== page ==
The ability to identify common patterns in real-world attacks makes crowd-sourcing threat intelligence extremely useful, according to a study from security tools firm Imperva. The report arrives just as a privacy row rages over the new Cyber Intelligence Sharing and Protection Act (CISPA) law in the US. But the head of the …
Might I suggest...
... the Tails Live CD for "sensitive" needs on the Internet?
So, in summary...
...what could possibly go wrong?
No real issues with CISPA
The whining is a lot of B.S. over nothing.
Re: No real issues with CISPA
Then why do you post anon?
If you are in the US, get busy!
"Our report shows that businesses can greatly reduce the number of successful attacks against their organisations by identifying and blocking attack sources that are known to target multiple sites or applications."
Previously stated as, "Businesses can greatly reduce the number of successful attacks against their organisations by keeping their software patched and up-to-date." The fact that this issue continues to arise is a light in the dark for the black hats. Sure, this version of the goes a little further than the last, but the underlying weakness is the same - if the systems were not patched before, their admins will not be gathering information about attacks, much less sharing it.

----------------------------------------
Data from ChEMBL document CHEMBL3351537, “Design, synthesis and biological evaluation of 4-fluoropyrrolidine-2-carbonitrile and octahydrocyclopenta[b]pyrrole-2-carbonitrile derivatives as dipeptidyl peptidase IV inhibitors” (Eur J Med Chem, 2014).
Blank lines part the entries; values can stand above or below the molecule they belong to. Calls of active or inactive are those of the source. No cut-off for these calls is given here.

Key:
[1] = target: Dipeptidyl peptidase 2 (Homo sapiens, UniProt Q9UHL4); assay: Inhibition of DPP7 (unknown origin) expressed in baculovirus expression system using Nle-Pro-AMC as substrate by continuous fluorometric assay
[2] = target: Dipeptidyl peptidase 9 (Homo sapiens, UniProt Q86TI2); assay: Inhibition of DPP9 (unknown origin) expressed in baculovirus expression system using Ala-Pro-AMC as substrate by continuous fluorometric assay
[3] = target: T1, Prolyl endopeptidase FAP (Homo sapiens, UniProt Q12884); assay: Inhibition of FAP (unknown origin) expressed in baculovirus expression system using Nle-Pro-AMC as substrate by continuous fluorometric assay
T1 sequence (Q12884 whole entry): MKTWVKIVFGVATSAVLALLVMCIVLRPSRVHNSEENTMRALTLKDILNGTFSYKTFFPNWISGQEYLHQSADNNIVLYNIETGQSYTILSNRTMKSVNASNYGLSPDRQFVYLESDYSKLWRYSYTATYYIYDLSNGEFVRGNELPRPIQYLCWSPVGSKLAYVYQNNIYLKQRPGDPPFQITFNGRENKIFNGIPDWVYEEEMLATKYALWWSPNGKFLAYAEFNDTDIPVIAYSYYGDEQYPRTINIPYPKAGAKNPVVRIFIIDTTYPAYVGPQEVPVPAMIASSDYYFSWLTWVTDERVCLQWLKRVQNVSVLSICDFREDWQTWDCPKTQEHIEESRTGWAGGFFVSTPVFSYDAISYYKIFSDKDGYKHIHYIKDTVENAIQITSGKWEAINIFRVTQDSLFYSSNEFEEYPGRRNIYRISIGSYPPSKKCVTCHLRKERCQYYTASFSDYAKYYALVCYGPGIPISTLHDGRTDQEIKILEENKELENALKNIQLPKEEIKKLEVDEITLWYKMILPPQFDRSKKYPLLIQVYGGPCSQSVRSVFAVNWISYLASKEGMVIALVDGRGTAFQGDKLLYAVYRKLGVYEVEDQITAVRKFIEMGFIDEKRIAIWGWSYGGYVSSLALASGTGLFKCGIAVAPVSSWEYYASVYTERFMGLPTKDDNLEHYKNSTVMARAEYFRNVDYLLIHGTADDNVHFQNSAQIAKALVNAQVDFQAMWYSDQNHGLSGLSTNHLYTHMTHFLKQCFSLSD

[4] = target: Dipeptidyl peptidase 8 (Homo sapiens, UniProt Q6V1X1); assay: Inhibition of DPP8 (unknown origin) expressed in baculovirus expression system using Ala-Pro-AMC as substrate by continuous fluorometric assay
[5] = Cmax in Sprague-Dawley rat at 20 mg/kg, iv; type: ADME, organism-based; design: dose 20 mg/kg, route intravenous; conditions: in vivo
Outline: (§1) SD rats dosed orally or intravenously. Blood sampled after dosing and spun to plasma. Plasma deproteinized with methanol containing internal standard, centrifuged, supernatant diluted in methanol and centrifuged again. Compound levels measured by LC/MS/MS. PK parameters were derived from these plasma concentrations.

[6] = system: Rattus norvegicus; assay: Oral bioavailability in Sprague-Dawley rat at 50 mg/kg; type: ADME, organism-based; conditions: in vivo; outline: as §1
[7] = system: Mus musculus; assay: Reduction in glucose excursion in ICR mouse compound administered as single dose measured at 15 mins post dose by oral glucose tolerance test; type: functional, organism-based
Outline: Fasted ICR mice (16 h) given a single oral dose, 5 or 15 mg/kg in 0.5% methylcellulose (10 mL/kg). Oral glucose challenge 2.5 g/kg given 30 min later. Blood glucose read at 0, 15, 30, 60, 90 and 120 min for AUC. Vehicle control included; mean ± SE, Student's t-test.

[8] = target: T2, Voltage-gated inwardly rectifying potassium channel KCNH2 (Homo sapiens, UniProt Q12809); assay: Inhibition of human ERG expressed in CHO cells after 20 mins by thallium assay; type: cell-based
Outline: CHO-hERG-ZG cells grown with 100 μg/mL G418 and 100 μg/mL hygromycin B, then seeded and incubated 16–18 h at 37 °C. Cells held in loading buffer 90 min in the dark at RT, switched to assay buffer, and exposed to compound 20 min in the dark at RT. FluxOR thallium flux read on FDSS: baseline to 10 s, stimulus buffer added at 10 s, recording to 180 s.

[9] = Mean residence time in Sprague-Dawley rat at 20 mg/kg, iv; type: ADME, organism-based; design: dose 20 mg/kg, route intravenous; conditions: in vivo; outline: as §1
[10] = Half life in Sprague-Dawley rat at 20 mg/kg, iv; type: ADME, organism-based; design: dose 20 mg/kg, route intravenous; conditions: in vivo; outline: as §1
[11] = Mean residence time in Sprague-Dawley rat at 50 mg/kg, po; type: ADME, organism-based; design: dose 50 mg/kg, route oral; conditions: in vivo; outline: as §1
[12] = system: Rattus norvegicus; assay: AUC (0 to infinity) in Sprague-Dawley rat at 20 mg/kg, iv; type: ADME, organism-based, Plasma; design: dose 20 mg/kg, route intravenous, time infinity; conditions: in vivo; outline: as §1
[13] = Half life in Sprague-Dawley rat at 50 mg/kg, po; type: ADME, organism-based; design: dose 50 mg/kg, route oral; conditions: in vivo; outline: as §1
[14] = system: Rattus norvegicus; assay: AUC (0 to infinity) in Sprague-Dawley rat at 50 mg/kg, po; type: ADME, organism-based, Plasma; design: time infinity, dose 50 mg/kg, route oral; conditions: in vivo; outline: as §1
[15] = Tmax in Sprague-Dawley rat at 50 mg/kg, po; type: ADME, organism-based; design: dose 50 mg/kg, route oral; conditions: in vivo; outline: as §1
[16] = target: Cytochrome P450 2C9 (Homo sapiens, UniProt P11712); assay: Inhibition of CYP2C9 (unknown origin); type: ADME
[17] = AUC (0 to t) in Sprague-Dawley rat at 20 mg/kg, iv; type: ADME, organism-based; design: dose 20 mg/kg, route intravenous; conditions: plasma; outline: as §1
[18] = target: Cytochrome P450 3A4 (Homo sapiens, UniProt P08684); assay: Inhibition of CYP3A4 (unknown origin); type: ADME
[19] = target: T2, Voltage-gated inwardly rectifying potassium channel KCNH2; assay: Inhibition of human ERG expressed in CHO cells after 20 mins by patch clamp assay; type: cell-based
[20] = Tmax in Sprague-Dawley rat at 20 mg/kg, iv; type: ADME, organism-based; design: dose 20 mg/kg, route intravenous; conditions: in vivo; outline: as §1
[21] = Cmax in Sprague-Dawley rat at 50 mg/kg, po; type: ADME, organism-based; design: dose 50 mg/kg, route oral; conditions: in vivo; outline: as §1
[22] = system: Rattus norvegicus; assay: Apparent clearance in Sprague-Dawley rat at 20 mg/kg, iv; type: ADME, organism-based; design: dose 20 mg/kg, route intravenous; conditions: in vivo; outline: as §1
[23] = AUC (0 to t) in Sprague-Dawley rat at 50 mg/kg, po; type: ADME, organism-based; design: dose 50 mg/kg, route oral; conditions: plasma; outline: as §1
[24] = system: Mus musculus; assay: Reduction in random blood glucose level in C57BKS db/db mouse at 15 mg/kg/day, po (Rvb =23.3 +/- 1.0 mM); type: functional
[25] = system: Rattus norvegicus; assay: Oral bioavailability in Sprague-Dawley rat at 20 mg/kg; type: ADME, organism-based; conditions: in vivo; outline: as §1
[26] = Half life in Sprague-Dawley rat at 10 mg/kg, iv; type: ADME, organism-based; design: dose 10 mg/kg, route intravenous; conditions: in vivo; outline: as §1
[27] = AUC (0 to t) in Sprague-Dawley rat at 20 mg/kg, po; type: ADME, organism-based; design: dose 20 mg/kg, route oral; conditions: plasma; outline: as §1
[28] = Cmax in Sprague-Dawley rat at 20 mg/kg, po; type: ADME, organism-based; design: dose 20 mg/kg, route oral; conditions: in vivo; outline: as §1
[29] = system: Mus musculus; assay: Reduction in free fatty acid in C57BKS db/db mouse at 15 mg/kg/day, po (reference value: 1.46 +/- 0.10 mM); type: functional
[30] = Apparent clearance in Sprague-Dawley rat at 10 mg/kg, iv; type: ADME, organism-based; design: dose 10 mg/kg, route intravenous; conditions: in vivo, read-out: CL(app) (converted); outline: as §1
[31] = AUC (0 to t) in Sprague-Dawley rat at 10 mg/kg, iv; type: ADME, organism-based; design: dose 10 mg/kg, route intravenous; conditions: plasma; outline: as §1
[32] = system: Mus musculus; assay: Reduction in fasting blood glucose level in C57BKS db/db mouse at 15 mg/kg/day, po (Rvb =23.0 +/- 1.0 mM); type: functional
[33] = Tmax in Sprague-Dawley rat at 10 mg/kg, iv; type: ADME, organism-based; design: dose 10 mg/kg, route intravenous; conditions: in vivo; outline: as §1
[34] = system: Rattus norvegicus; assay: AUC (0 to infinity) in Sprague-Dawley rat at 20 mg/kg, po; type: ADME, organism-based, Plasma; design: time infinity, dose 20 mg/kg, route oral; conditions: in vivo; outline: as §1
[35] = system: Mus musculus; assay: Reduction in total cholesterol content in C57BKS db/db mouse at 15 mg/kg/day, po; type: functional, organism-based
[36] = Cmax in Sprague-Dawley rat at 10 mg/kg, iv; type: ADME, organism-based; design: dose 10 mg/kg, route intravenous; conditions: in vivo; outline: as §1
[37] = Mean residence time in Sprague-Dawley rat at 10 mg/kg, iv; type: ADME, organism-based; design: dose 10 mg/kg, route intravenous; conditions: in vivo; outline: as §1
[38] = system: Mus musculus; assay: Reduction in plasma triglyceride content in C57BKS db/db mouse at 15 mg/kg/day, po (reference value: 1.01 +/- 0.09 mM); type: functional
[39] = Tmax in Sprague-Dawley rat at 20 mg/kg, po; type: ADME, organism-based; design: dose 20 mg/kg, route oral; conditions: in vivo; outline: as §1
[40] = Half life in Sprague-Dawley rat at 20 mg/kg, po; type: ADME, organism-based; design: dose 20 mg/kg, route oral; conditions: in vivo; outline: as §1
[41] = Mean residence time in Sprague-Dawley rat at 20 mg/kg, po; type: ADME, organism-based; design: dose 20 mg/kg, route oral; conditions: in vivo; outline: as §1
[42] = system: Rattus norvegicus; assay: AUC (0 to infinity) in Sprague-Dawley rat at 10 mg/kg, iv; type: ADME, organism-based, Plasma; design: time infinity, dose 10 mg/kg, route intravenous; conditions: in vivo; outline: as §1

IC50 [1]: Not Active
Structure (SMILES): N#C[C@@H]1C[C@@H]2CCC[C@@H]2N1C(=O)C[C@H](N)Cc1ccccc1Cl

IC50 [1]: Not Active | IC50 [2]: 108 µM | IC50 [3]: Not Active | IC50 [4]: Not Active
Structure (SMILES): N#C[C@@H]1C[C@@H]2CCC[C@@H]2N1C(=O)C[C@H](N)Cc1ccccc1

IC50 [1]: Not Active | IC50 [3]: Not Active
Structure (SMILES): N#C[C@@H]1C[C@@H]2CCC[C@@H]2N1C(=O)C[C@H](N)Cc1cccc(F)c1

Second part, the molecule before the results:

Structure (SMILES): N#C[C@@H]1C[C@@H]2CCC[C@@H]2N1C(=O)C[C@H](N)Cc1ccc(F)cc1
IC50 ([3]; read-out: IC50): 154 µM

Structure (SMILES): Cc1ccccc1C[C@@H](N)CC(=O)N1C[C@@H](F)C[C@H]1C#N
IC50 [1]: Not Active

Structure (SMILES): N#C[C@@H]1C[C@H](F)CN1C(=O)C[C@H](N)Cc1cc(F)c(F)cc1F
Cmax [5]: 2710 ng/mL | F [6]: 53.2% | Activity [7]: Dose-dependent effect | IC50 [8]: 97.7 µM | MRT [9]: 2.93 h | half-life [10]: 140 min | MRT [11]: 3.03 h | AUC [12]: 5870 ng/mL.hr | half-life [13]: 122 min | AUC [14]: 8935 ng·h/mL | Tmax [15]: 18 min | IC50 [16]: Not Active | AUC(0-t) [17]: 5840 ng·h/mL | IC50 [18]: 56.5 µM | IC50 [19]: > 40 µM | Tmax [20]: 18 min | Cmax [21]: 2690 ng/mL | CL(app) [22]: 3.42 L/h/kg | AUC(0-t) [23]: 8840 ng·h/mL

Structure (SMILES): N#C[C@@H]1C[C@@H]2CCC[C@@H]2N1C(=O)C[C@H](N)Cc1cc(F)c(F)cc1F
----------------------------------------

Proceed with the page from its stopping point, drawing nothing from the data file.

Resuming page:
What they forget..
...is that I feel less and less inclined to have any business with USA hosted business'.
For example there is a Linux distribution that has a legal notice saying that I will be bound by the laws of a certain state. No thank you! If I rip a DVD will I be extradited?
So it looks like I will be saying goodbye to Gmail, it was nice while it lasted.
Haven't we seen this movie before?
Yep. What could possibly go wrong?
Remember the recent story of the US government cyber-security database taken offline due to hacker attack?
It was even posted here.
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